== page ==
Last week I explored the role that welfare policy plays in New Zealand’s egalitarian society. Welfare is critical as a safety net, but it may also result in some people deciding that living on a benefit is a better or easier option for them than holding down a job.
A solo parent on the DPB currently receives $293.58 per week in the hand, compared to $455.17 if they worked full-time on the minimum wage. Although the extra $162 per week from full-time work seems attractive at first glance, childcare and transport costs are going to eat into the extra income. Money isn’t the whole story – most people derive some level of personal worth from working – but there are obviously some people who do the maths and figure they shouldn’t bother trying to find work.
A key to reducing welfare dependency is getting people to aspire beyond the minimum wage. Employability is built up through a combination of education, experience, and good work history. The last two factors have an element of “chicken and egg” – you can’t get experience without an employer taking a chance on you in the first place. But education is completely independent and gives every person the opportunity to improve their future lot in life.
If we’re concerned with the standard of living of the lowest socioeconomic groups, we’re not going to be focused on tertiary education. We’re talking about core competencies such as reading, writing, and maths – anyone without a reasonable standard of achievement in these areas will struggle to find employment. Educational achievement also indicates a person’s commitment to seeing through a task and helps instil a degree of work ethic as well. Teaching skills around social interaction and social responsibility are among the most important outcomes of the school system.
To enable young parents to further their education outside the mainstream school system, the Ministry of Education funds 18 Teen Parent Units around the country. The TPUs take a holistic approach to learning, focusing not just on academic achievement but on broader life skills as well, and they are generally valued by the students who attend them. But with an estimated 5% of teen parents attending TPUs, they are working with only a small proportion of youth in this space – probably the ones that are more motivated in the first place.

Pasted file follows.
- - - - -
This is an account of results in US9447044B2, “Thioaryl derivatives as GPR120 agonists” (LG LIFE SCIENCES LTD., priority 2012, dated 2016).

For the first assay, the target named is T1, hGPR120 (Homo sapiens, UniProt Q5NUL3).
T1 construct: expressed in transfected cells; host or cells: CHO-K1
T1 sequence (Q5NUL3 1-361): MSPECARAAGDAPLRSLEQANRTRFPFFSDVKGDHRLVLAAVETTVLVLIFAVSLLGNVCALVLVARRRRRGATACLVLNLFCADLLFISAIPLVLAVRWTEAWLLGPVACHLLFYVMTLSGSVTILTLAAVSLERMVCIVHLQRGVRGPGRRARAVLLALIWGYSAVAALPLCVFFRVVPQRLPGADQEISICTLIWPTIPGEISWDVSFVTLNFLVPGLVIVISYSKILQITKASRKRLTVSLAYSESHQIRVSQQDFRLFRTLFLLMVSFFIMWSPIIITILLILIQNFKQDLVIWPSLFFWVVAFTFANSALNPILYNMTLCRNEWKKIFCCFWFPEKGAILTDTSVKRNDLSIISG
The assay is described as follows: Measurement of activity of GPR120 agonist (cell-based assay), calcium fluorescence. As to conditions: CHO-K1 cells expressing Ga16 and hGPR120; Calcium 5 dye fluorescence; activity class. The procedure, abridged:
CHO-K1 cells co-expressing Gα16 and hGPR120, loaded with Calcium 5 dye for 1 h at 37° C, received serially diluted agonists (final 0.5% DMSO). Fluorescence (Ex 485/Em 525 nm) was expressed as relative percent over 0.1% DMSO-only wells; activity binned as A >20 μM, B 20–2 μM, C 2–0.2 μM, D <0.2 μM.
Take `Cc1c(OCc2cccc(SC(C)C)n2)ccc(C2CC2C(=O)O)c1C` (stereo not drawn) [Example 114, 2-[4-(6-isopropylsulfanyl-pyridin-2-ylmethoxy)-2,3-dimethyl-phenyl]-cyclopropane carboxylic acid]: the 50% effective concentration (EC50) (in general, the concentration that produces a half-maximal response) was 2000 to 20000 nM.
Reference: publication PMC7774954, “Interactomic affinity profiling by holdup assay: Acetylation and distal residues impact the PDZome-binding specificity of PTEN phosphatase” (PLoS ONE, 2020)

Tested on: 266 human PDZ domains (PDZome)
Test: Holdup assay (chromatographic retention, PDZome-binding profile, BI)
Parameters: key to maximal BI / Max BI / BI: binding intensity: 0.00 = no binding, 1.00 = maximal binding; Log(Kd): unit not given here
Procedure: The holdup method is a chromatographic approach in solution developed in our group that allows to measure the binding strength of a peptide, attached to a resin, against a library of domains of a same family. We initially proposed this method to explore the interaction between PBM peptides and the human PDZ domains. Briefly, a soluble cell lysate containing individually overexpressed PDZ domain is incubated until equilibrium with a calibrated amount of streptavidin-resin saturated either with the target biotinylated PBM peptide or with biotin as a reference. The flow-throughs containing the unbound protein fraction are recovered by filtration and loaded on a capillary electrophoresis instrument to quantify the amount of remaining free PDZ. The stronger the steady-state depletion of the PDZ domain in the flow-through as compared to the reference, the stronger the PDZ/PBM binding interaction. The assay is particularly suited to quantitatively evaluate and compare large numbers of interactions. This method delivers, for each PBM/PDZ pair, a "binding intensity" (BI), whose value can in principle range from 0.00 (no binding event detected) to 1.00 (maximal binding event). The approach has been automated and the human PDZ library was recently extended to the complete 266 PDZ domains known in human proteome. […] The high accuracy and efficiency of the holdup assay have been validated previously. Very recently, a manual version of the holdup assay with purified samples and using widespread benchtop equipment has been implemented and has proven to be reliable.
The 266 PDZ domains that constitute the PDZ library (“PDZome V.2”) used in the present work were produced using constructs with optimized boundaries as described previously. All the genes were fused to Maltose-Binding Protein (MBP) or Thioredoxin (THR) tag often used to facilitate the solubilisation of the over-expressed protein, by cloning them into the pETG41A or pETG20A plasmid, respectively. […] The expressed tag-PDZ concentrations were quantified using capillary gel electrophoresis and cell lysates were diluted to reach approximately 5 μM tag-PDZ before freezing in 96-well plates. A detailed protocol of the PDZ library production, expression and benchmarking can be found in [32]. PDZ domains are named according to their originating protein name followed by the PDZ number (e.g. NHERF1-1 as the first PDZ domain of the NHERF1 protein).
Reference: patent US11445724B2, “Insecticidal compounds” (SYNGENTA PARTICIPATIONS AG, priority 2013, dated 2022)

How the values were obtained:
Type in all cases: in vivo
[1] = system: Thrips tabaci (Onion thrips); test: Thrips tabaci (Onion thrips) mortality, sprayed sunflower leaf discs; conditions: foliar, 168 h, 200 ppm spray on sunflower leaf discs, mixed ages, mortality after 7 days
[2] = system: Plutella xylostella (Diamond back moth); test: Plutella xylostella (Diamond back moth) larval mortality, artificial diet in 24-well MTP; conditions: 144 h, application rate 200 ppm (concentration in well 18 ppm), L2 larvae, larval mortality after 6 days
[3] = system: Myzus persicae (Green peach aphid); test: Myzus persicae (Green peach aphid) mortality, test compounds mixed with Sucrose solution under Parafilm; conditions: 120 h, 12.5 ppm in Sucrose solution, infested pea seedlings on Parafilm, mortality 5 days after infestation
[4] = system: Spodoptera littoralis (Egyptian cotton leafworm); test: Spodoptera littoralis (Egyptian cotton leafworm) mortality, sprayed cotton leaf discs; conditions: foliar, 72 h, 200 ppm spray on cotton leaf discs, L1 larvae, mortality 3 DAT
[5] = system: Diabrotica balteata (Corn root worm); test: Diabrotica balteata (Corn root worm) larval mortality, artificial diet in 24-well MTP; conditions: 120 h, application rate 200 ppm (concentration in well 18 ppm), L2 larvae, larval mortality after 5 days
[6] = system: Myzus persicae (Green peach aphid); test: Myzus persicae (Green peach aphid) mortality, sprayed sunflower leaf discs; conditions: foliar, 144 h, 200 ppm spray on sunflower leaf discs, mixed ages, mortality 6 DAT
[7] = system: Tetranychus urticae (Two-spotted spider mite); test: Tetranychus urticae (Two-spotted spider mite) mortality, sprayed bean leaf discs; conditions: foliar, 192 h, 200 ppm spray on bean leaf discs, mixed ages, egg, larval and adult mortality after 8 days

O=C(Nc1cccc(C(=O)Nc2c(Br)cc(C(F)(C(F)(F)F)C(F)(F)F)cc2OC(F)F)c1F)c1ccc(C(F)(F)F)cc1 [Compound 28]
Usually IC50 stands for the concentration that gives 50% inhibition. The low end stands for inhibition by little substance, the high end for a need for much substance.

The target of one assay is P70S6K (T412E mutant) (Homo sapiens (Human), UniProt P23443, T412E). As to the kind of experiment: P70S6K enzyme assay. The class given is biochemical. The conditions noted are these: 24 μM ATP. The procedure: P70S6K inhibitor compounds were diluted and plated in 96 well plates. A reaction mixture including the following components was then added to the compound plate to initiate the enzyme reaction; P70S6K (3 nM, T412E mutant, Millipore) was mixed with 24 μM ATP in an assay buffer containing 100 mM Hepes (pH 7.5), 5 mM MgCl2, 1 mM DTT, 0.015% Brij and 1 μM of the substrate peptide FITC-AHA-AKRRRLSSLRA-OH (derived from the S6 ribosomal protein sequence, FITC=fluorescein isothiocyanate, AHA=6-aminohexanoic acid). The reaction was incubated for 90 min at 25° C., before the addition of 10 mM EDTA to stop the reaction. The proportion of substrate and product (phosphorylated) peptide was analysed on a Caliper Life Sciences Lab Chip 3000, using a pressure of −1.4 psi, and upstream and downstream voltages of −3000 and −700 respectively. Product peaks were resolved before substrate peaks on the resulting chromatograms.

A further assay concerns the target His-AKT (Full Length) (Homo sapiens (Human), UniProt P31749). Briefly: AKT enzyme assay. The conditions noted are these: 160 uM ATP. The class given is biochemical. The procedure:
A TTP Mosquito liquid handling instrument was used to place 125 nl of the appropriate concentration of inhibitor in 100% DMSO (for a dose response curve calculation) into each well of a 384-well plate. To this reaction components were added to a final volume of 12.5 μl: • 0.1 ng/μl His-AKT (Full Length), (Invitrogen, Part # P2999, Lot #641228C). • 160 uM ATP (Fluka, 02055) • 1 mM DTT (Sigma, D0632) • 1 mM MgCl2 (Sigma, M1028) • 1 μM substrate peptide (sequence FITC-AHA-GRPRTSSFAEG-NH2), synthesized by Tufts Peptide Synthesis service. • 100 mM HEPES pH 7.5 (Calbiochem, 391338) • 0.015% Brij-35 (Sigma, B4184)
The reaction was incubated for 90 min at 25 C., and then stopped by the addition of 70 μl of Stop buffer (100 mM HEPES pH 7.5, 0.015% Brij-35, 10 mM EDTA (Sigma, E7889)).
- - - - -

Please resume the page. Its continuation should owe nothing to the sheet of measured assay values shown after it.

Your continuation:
So what about the children of parents who are beneficiaries or are on low incomes? International research generally concludes that the most effective interventions to reduce poverty occur through early childhood education. Effectively setting in place a strong developmental foundation for children at a young age gives them a greater likelihood of higher educational attainment later in life.
The government has significantly increased its funding of early childhood education over recent years, up from $408m to $1.38bn since 2004 (a lift from 7.1% to 16.6% of the total education budget). This increase is a welcome change of focus from the heavy subsidisation of tertiary education, where the money is effectively going towards people who will earn above-average incomes throughout their working lives. But the universality of the government’s early childhood subsidies suggests a lack of thought about where support is most necessary and which children are most at risk of underachieving as a result of their start in life.
It is also important for children and young adults to have people who will inspire them throughout their formative years. Teachers have a vital role to play in connecting with and engaging their students, perhaps most critically at low-decile schools. Should the government provide additional incentives for high-quality teachers to work at these schools? Children at low-decile schools often have a higher incidence of behavioural problems, may come from more difficult home situations, and are sometimes not adequately fed, significantly increasing the social responsibilities for teachers in these schools.
There are two overriding points we must accept if we are serious about maintaining an egalitarian society. First, some groups within society need to be given more assistance than others, and finding the right mix between a hand-up and a hand-out is not always easy. Second, there will always be a range of individual outcomes from the good to the disappointing – it doesn’t matter whether the assistance is in the form of simple welfare payments or more targeted educational programmes.
Realistically, children’s opportunities will be limited, to some extent, by the socioeconomic wellbeing of their parents. But those limitations should not be so severe that those children are consigned to a life of poverty as well. Equipping the parents, engaging the children, and giving both the ability to aspire beyond the reality of today are vital if New Zealand is to stay true to its egalitarian ideals.
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